Just speaking to, not really teaching, students is no easy job
Thank you, but no thank you.
Saying no is seldom easy for me, but you can bet I will give it serious thought next time.
The question that had been posed was deceptively simple and expressed in such a way as to make granting the request seem almost too benign to even dare turning down.
Of course, our Chamber of Commerce director, Angela Manders, is a master at making the difficult seem simple and the extraordinary seem routine. She does it all the time. After all, she spent many years as a high school drama teacher. (Is that redundant?) Add in the facts she is a master at persuasion and I am a veteran sucker.
“We just need you to sit in a classroom at the high school one morning and talk to a few students about a career in newspapers,” she said. “It’s ‘Career Day’ at the school.”
“Why don’t I ask them if they want to work long hours for low pay and nobody like what they do?,” I thought. That’s a real sales pitch.
The day started around 8:30 with groups of students circulating into the room about every half hour or so. Lauren Jowers Whitaker, the school’s business education instructor (and a former star PCHS athlete herself), was loaning her room and staying close to help maintain order. She held the “magic stamp” each student had to get on their card to verify their presence, so she was, easily, the most popular person there.
In my head, I had pulled together a few random facts about The Times and newspaper work in general. This was not my first time at this. We’ve had pre-schoolers come visit at The Times and I’ve been to Lollipop several times.
How much harder could it be with high schoolers?
Pre-schoolers are easy. They have no trouble at all asking you questions. In fact, with them, every answer only precipitates more questions.
Not so with high school students.
Questions bring blank stares. Shrugs.
Oh, oh, I thought. This isn’t going to be easy. And it wasn’t.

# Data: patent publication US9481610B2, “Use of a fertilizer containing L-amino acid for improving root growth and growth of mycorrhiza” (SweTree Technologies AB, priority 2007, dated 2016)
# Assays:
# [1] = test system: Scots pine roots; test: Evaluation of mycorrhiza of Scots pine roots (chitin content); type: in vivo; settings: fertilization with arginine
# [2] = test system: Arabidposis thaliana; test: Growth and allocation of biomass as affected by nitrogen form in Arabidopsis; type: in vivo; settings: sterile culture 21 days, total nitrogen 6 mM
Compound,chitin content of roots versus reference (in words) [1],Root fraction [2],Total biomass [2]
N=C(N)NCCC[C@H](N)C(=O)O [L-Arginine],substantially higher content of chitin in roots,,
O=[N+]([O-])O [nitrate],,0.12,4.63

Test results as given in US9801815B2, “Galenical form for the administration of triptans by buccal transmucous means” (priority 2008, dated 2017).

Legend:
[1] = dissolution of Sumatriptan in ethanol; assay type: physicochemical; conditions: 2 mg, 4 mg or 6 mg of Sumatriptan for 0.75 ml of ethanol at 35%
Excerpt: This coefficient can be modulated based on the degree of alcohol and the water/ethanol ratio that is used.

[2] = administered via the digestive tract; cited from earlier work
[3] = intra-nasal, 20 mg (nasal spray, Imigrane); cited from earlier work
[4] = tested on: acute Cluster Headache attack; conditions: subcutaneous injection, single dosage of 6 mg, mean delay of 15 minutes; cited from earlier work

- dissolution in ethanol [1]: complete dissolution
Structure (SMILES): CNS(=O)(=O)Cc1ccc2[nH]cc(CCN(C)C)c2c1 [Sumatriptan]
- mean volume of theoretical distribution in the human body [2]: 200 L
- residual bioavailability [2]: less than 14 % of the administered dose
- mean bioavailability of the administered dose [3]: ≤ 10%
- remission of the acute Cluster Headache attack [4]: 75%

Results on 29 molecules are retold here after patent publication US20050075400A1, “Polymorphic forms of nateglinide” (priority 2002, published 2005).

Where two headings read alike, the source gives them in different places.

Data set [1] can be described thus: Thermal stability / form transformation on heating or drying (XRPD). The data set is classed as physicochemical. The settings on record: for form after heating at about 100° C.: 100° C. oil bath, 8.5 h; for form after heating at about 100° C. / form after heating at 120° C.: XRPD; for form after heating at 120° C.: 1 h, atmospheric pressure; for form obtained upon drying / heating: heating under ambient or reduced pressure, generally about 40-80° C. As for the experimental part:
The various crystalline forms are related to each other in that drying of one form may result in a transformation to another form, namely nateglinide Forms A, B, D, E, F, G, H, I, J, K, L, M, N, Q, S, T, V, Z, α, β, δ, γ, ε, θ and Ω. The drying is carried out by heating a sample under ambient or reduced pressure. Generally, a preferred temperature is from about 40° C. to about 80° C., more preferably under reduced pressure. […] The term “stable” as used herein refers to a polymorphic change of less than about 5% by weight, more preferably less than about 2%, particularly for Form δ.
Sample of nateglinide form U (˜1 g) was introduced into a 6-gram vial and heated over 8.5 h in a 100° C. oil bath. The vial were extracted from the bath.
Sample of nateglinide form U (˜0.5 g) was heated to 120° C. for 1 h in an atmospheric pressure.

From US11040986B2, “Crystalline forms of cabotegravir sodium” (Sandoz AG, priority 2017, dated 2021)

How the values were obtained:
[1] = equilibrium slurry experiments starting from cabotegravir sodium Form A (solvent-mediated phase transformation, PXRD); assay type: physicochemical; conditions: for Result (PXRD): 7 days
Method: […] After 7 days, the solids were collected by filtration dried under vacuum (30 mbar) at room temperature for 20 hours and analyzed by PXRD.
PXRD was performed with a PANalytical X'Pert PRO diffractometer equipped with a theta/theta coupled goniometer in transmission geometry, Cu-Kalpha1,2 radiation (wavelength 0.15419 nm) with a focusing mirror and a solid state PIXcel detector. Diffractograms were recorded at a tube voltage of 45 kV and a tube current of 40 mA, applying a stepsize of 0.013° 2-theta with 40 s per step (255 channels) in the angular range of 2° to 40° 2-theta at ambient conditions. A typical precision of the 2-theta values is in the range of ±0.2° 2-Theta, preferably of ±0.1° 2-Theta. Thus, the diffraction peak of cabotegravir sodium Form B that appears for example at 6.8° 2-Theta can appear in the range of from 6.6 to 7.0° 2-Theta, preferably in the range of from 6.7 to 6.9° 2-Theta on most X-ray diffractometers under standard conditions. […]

The students really could not have been nicer, though. They came in, sat down and were quiet and orderly. They were, to a person, all well-mannered. No one even rolled their eyes at me!
Nearly 100% admitted they had seen their name, or their photo, in The Blackshear Times at one time or another. A few read the paper on occasion. Most indicated their parents read the newspaper “sometimes.”
None thought they might want to ever work for the newspaper or in the “news business” in any way at any time. So much for a “career.”
Most wanted to be in the medical field. Nursing, radiology, physician, etc. Several guys were already enjoying welding and were looking forward to careers fusing metals. One guy looked like he could forge steel with his bare hands. His biceps bulged like volley balls.
One dainty young lady said quietly she hoped to be a “fashion designer in New York.” Hasn’t that always been the dream of pretty young girls?
I kept thinking about how little I was teaching these students. They were quiet, respectful, eager and attentive. And I was a klutz. At the end of six 20-minute sessions, my time was up.
As I staggered back to my car, mentally and physically drained, all I could think was ... these students were great. They paid attention. Not a one was unkind or rude. They all were nice. I got lucky.
Many classrooms aren’t that way.
How in the world do teachers do it all day, every day? What if I had to do it again tomorrow?
• Robert M. Williams, Jr. is Editor & Publisher of The Blackshear Times. Email: firstname.lastname@example.org.